Post 704: “sheepies” need grass…!

Even cats need fiber in their diets, and supplemental grass makes for happy felines. They also get trace minerals and vitamins from grass, and [hack~hack] it helps with hairballs.

It is easy to grow, so I try to keep a bit on hand for the boys. Unfortunately, it grows fast, dies out fast, and requires frequent replanting to assure a regular supply, but seeds planted today can be ready in three, four days for nibbles.

Andy especially likes his greens!

Andy especially likes his greens!

It isn’t necessary to grow a lot at one time, though I have tried growing it in a large enough container that a large cat (Louie the ginger cat, at 24 pounds, 10.82 kg) could lounge in it without having to go outside or wait for the warmer seasons when grass flourishes outside.

That was too alien for the boys, though. Bat the grass with one’s paws. Eat the grass. Sniff the grass. But lie in the grass! They are “city sheepies”! What do they know about such things? 

43 thoughts on “Post 704: “sheepies” need grass…!

  1. We had a cat who would eat anything green that got within range (soon we were totally plant-free). When my father-in-law moved out of his house, he gave us a beautiful spider plant he’d been growing for years. Many generations of spiders. We brought it home Sunday. When we got home from work Monday, there was about 1/2″ of green sticking up from the dirt.

    • I’d like to do that myself. I have some big pots that’d work fine, though I’ve noticed there are more cats wandering around the neighborhood lately, after years of very few.

    • Odd, isn’t it? The one thing I’ve noticed about pet nutrition is this: not unlike human nutrition, everyone has his theory of what is fitting, and no one agrees with anyone else! My boy’s veterinarian advises against feeding them beef because it isn’t a natural food for them. On the other hand, the brand of cat food I feed them (a highly-rated premium brand, of course!) features one flavor called “beef-trout”. Hunh??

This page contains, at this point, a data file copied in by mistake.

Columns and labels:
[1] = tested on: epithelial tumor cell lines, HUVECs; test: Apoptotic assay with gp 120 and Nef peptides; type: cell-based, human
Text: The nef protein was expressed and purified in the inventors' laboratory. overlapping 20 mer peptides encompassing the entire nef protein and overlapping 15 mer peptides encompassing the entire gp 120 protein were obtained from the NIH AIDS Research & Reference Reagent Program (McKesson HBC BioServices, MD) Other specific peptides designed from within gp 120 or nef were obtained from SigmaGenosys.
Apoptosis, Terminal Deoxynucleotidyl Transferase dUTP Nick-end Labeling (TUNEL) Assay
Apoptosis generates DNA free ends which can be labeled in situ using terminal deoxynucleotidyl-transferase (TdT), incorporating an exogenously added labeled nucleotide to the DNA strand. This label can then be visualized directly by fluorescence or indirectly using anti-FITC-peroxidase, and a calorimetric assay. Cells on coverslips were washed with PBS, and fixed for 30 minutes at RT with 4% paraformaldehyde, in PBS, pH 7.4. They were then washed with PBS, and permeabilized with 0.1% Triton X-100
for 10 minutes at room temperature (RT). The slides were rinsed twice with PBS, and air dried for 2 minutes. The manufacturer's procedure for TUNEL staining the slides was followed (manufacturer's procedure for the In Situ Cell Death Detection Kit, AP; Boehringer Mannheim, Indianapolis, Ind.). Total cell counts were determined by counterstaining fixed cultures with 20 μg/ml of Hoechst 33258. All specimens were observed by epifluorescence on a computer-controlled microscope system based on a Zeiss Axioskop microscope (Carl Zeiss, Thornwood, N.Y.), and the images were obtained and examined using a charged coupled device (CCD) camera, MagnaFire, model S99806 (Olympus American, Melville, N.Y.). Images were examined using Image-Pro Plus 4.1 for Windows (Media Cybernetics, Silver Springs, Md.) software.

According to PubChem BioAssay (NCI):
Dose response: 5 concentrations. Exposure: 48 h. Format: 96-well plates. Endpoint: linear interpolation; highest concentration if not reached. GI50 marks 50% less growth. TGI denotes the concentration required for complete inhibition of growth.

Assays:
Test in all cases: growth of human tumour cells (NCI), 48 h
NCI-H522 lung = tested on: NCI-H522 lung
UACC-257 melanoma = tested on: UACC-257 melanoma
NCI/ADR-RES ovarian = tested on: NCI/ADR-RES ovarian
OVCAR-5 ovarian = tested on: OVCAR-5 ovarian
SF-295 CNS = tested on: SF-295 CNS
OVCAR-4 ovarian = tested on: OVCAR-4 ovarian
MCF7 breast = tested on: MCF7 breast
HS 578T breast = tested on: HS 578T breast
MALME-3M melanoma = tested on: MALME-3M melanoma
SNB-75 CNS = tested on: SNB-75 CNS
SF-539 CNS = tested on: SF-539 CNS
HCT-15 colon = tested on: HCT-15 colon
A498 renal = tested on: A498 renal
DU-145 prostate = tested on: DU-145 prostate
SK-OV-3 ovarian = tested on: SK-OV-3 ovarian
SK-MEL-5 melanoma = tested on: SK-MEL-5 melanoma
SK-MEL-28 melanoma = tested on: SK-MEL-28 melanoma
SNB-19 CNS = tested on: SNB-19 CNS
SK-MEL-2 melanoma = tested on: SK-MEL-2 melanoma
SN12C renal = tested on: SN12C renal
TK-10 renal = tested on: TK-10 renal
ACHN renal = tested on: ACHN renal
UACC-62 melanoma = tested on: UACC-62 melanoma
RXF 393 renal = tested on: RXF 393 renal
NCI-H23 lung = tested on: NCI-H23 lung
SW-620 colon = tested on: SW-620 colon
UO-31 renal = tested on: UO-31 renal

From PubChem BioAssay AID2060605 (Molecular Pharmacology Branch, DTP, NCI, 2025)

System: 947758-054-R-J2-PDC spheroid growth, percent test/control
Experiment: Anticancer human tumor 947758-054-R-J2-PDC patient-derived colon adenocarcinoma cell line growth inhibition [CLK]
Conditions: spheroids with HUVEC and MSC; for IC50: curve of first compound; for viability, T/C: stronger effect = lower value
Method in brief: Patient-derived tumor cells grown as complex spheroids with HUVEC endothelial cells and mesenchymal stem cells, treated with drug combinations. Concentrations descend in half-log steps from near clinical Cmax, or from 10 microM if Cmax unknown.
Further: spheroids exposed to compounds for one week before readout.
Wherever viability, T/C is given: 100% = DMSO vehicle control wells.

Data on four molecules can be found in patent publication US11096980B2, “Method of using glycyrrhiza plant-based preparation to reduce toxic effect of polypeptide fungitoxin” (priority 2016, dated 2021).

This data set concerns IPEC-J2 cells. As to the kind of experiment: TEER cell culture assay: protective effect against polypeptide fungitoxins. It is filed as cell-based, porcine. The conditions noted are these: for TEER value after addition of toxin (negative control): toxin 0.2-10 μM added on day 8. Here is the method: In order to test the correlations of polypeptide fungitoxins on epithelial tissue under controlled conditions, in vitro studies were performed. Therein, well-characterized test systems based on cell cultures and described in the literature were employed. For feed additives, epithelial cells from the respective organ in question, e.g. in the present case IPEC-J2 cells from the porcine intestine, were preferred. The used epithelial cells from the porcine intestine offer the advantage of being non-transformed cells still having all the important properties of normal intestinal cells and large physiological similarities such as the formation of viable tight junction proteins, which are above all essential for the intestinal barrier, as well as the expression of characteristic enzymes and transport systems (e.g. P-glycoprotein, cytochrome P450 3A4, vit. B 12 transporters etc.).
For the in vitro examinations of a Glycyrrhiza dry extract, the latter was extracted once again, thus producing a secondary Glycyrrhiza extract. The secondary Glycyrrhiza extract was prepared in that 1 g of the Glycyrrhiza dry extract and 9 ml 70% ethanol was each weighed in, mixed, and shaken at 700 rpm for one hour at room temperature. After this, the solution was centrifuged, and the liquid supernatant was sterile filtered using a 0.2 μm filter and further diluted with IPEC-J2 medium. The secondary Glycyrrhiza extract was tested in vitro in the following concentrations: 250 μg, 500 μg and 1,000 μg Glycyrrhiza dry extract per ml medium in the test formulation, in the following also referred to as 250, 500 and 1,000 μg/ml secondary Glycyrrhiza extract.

I do know you can’t feed them a straight vegetarian diet without causing them significant health issues (including blindness). Another thought: if cats originated in the interior of Africa, how’d they catch their tuna, a treat every cat I’ve ever know loves, loves, loves, though I don’t feed it to mine because of the mercury issue.

      I had a comment today about grass, too. The woman said her veterinarian said cats eat it only if they have worms and you shouldn’t deliberately give it to them. Of course, the Internet has lots of conflicting information on that, too, though petMD website characterizes it as a good thing.

      • You really have studied it out. Generally, I try to keep George on chicken . He likes it best. I buy it from Amazon. And sometimes the chicken is ridiculously expensive so he gets the beef and chicken mix. I have to work with his issues with UTI. And he is very vocal when he doesn’t get his chicken.

      • My boys prefer chickem, too, though they will eat pretty much what I give them. (That’s why I stick with the high quality cat food because they’d eat junk cat food if I let them! I want them around, healthy, for a long time!)

  2. “It is easy to grow, so I try to keep a bit on hand for the boys. Unfortunately, it grows fast, dies out fast, and requires frequent replanting to assure a regular supply, ” … and I thought it was my brown thumb …

        • The grass doesn’t last long. I don’t know if it would grow for a longer period or not if you trimmed it like a regular lawn or not. My cats never eat enough of it to get that result. If anyone reading this has more thoughts on the subject, I’d be interested in reading them, too! You think it is something you do or don’t do right (“brown thumb”) and I think it’s just a short-lived grass that quickly goes through its growing phase. Maybe we both are wrong!

  3. I grow wheatgrass and barley grass for myself to make a green drink… the cats get the second growth so they have at least half a dozen pots going at the same time… we all need our greens!

    • Yes, I always try to have some catnip growing in the window! Andy is especially appreciative of it, and Dougy’s reaction is less enthusiastic, though the commercial dried ‘nip is OK with him. I think the home-grown stuff is just more potent.

  4. Thanks for the grass reminder. I grow some for my cats, but I keep it in the diningroom or they would eat it all at once.

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